The Geography Of Nowhere burns rubber from its very first words with a deft pop culture summation of our national transportation predicament taken straight from the movie, “Who Framed Roger Rabbit?” The movie’s villain is Judge Doom, a cartoon character posing as a human being with an evil scheme to create a car-crazed society. Of course, Doom is eventually unmasked and winds up being flushed into the Los Angeles sewer system. Eddie Valiant, the movie’s detective hero comments, “That lamebrain freeway idea could only have been cooked up by a ‘toon.” All of this leads author James Howard Kunstler to conclude: “In the real world, Judge Doom’s vision has prevailed and we are stuck with it. Yet the movie’s central metaphor – that our civilization has …

Militia Movement Long Haters Of Environmental Thinking

mmlhRecent attacks on environmental activists and federal employees point to emerging links between right-wing militias and the anti-environmental wise use and property rights movements. The militias, brought to prominence after the Oklahoma City bombing, advocate military resistance to federal government agencies, including those that enforce environmental regulations.

Last October, the Bureau of Land Management (BLM) offices in Reno, Nevada were bombed during congressional debate of public range reform. And the day after the Oklahoma bombing, employees and members of the BLM, Audubon Society and Native Forest Council received bomb and death threats.

In March, a bomb exploded at the U.S. Forest Service office in Carson City, Nevada. In July 1994, a county commissioner, backed by an armed group, chased two Forest Service rangers off a …

Are Environmental Groups Really Dying?

enmtrd“Environmental Groups Are Drying Up in the `2010s.” “Green Magazines in the Red. “Environmental Movement Struggling as Clout Fades.” The headlines in the nation’s press read like epitaphs.

A Wall Street Journal article observed that, “After years of fighting to save whales and spotted owls, the nation’s big environmental groups are in agony about another dwindling species – their supporters.”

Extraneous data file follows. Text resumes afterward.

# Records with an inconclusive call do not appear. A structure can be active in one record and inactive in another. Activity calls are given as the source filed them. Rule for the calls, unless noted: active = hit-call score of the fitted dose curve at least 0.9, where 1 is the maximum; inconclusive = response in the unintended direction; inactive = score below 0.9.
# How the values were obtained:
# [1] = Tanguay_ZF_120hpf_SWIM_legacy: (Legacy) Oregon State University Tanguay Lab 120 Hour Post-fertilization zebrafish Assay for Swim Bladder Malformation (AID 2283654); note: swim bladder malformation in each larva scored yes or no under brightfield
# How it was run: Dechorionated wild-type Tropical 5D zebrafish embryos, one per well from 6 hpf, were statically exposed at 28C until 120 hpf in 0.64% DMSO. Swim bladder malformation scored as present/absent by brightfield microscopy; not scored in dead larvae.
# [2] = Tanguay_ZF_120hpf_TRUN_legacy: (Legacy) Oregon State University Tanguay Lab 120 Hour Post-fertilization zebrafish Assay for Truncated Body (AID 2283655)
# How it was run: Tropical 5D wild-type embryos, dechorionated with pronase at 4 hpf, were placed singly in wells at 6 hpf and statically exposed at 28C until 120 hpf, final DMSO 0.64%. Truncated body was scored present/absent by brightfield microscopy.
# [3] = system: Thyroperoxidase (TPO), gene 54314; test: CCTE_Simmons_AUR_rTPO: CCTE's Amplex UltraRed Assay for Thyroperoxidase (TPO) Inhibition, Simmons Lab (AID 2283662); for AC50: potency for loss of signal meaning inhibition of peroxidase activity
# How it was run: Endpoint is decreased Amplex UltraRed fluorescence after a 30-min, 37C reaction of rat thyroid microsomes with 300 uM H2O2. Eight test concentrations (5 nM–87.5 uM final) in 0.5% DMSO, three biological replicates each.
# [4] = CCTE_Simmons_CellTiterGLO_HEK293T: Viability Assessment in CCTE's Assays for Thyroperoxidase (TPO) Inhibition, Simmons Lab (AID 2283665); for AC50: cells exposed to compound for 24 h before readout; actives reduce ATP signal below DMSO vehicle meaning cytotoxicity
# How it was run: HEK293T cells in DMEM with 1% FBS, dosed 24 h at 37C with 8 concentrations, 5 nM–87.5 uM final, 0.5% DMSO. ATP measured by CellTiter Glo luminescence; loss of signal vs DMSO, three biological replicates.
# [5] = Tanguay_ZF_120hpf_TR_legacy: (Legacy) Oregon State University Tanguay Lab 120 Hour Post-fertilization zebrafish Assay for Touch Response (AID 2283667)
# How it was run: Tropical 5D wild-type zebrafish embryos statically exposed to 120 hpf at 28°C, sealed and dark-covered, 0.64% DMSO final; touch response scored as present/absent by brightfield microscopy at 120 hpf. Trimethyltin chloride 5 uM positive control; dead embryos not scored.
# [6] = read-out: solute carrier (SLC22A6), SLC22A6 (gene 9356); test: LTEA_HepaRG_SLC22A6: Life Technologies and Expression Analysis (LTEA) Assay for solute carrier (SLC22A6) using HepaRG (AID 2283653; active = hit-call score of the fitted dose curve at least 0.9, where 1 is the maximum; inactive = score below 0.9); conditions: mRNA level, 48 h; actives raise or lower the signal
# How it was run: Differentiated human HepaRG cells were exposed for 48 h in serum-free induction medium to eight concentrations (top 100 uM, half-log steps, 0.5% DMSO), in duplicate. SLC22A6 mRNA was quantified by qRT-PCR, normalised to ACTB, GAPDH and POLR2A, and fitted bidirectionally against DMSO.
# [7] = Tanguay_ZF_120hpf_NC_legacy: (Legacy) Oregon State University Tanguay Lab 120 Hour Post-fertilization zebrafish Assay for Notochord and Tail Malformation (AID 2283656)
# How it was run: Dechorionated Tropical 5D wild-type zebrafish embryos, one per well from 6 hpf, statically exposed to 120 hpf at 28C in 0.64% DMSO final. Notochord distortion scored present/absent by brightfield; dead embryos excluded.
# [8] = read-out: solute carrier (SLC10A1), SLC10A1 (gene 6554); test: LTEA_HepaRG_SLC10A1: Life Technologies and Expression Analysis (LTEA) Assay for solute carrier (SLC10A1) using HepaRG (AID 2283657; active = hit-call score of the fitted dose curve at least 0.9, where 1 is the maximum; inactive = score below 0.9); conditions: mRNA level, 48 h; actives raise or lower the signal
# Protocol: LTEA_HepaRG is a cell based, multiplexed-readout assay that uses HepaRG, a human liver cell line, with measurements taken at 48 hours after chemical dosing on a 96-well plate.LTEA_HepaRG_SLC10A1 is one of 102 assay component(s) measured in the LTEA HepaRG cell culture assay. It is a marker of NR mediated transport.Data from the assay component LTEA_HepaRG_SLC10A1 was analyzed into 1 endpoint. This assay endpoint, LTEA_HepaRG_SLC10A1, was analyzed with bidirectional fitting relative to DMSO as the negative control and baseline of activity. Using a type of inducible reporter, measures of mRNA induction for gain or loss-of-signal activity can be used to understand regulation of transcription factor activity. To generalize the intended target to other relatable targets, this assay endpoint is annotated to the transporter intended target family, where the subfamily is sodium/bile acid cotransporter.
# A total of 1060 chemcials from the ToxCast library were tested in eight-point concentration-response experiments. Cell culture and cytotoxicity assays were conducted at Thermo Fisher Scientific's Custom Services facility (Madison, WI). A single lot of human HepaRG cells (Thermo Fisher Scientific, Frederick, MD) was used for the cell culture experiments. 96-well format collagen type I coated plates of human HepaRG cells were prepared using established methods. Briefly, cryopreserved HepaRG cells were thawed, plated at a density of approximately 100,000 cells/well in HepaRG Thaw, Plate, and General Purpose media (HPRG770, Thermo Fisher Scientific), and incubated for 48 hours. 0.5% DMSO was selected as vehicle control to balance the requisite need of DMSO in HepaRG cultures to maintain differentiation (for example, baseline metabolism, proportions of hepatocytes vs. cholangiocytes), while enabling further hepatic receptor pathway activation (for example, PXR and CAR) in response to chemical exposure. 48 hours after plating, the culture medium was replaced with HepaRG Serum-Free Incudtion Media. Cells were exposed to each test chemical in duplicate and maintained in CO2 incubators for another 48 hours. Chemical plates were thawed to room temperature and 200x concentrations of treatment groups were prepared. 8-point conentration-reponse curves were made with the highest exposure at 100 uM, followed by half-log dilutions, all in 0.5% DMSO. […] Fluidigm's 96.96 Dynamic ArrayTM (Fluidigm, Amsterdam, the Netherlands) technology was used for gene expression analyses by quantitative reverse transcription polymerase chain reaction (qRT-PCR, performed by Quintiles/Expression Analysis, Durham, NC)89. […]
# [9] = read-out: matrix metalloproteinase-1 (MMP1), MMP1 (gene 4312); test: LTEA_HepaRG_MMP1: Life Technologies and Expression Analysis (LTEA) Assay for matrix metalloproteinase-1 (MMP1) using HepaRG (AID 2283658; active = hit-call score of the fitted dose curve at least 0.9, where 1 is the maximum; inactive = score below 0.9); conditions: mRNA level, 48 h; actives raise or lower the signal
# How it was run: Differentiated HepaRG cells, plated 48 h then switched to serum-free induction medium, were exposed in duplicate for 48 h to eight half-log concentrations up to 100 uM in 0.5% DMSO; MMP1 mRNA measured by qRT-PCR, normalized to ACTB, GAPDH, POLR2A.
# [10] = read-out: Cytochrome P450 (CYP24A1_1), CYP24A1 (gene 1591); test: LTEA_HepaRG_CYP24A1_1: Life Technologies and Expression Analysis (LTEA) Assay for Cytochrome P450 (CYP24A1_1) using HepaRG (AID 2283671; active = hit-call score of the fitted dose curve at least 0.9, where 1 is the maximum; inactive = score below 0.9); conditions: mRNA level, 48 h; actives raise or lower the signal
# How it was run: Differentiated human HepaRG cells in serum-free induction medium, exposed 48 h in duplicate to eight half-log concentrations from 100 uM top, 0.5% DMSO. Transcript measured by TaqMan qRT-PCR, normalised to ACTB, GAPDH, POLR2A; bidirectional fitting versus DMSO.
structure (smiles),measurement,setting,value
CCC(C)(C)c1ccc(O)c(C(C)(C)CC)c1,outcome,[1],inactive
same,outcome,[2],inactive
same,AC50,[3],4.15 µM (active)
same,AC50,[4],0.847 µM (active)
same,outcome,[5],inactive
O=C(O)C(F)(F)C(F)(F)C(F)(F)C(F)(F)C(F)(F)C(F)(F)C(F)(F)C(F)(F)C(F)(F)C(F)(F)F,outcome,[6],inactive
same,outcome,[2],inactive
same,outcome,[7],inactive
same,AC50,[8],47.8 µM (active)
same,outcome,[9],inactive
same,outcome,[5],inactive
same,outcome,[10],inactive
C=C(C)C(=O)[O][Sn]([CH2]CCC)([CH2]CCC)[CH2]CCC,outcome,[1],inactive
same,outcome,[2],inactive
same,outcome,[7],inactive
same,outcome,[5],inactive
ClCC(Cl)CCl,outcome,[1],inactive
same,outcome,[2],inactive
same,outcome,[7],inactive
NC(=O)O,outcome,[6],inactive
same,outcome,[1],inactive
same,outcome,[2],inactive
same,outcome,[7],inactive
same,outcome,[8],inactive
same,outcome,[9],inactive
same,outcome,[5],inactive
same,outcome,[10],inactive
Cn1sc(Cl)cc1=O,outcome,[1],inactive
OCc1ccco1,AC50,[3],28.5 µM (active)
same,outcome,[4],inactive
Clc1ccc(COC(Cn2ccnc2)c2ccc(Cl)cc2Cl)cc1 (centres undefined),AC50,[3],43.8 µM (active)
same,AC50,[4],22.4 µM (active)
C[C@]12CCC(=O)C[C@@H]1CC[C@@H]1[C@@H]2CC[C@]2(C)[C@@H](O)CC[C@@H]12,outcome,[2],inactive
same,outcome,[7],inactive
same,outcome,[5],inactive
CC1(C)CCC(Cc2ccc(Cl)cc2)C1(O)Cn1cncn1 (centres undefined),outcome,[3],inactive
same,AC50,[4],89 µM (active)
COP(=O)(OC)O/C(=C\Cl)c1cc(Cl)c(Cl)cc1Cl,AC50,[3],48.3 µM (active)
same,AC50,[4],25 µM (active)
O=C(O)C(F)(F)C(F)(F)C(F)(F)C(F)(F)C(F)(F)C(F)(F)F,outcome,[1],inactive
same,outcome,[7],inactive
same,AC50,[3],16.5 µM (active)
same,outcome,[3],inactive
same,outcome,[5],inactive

Adding to the perception that the greens have lost their muscle was the dismal lack of legislative victories in the last Congress, when the Democrats controlled both houses and the White House.

But it’s not just the media offering a grim prognosis. “The environmental movement is in massive decline and is going to need a major overhaul if it wants to stage a comeback,” says Eric …

Need To Cut Corporate Welfare? Start With Polluters!

ntccwfAfter the slash-and-burn fervor with which Congress passed provisions of the Contract With America, the climate for environmental protection on Capitol Hill has never seemed chillier (see “Activist Alert,” page 30). But the budget-chopping frenzy could actually benefit forests and waterways and even help lead us on a path to more sustainable transportation. By cutting subsidies to big business and resource extraction industries and by reigning in environmentally destructive federal projects, billions of dollars could be trimmed from the federal budget.

In all, taxpayers will spend $51 billion in direct subsidies to corporations and lose another $53.3 billion through tax breaks for corporations this year, according to the Office on Management and Budget. Nearly $6 billion a year goes to nuclear subsidies alone.

Terminating the National …

Is It Still Possible To “Get Press”?

pressrDURING MY FIVE YEARS AS A BUSINESS WRITER FOR The Miami Herald, I must have sifted through thousands of press releases and fielded hundreds of phone calls from local business owners and their public relations people trying to pitch me stories.

Few of these stories ever make it into the paper, and most of the press releases end up in the trash. The reason: They just aren’t news. On the other hand, a small band of local businesspeople and professionals seem to pop up regularly in the pages of The Herald’s Business Monday tabloid.

What makes the difference? Some people know how to play the game, others don’t have a clue. Art Berkowitz was one of the savvy ones. CPA Berkowitz, 45, a Laguna Niguel, California, …